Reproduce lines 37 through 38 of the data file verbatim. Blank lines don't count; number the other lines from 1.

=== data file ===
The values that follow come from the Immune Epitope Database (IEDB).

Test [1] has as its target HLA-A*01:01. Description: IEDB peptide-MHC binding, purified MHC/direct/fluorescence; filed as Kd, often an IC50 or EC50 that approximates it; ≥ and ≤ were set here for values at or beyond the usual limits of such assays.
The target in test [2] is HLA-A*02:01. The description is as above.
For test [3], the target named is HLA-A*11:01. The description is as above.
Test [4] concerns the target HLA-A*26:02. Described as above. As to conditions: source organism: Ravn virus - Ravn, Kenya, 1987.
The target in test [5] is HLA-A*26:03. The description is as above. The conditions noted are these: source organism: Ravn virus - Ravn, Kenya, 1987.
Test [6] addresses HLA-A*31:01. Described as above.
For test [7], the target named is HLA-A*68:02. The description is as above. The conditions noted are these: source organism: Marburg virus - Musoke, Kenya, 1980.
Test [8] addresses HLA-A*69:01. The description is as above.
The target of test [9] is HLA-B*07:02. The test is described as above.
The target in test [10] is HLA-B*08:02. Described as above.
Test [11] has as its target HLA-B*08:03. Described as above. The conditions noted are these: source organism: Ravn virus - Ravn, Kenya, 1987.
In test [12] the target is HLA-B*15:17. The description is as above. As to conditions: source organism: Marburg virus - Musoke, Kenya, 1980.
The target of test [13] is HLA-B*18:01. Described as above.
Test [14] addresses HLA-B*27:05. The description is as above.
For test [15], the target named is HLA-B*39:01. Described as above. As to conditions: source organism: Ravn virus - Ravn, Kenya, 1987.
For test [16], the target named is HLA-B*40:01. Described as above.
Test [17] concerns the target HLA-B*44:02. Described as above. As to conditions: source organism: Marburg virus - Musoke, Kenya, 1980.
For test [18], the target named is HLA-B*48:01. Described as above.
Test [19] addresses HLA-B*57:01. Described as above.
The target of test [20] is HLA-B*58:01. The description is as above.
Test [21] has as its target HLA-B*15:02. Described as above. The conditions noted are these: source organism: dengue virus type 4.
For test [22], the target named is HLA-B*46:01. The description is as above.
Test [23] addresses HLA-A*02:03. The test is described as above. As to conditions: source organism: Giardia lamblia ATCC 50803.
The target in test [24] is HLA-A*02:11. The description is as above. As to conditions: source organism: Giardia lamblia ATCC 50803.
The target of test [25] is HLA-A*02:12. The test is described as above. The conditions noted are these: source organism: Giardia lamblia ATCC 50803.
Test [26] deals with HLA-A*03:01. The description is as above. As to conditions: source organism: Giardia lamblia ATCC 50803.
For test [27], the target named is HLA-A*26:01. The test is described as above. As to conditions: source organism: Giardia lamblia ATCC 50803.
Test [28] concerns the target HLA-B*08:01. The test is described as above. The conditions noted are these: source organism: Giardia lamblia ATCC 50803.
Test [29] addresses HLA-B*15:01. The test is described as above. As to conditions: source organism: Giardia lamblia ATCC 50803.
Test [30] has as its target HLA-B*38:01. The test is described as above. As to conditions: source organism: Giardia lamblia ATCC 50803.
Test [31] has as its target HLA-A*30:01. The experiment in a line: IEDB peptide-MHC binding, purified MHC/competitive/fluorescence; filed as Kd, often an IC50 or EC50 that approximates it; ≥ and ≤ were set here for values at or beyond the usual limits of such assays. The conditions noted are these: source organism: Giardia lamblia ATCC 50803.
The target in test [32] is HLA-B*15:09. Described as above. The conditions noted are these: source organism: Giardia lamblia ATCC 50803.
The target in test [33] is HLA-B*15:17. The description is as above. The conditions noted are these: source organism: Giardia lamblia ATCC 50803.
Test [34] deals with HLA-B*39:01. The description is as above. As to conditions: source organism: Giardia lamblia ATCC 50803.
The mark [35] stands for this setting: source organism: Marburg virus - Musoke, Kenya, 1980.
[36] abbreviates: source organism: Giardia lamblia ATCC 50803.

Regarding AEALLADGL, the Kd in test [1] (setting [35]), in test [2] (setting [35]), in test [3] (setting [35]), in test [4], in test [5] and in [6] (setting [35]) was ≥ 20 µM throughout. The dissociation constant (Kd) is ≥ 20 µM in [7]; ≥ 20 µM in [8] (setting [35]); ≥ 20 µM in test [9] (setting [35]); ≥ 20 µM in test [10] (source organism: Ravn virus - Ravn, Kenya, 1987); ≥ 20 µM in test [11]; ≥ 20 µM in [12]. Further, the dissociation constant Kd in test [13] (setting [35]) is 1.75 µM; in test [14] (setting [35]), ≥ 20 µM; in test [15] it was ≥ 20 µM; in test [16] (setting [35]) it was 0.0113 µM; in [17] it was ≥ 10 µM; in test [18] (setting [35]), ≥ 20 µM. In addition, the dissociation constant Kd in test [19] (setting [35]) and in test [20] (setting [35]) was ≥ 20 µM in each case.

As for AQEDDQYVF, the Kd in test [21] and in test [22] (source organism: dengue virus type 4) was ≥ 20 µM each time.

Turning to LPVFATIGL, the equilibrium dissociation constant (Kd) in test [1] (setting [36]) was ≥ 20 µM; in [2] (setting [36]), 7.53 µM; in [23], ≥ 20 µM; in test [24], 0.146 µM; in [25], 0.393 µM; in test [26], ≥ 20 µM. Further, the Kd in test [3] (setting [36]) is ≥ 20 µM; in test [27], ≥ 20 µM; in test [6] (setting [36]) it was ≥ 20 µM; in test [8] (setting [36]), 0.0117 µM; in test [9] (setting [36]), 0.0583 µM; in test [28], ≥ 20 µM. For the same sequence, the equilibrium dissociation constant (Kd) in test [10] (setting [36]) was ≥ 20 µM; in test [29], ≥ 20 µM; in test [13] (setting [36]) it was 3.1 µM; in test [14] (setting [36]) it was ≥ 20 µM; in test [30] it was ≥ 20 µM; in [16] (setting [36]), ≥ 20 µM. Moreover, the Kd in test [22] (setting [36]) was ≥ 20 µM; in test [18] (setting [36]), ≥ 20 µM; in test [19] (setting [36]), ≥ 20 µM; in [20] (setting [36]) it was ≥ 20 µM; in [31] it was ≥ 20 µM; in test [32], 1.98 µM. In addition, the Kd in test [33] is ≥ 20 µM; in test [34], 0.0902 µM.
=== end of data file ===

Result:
[36] abbreviates: source organism: Giardia lamblia ATCC 50803.

Regarding AEALLADGL, the Kd in test [1] (setting [35]), in test [2] (setting [35]), in test [3] (setting [35]), in test [4], in test [5] and in [6] (setting [35]) was ≥ 20 µM throughout. The dissociation constant (Kd) is ≥ 20 µM in [7]; ≥ 20 µM in [8] (setting [35]); ≥ 20 µM in test [9] (setting [35]); ≥ 20 µM in test [10] (source organism: Ravn virus - Ravn, Kenya, 1987); ≥ 20 µM in test [11]; ≥ 20 µM in [12]. Further, the dissociation constant Kd in test [13] (setting [35]) is 1.75 µM; in test [14] (setting [35]), ≥ 20 µM; in test [15] it was ≥ 20 µM; in test [16] (setting [35]) it was 0.0113 µM; in [17] it was ≥ 10 µM; in test [18] (setting [35]), ≥ 20 µM. In addition, the dissociation constant Kd in test [19] (setting [35]) and in test [20] (setting [35]) was ≥ 20 µM in each case.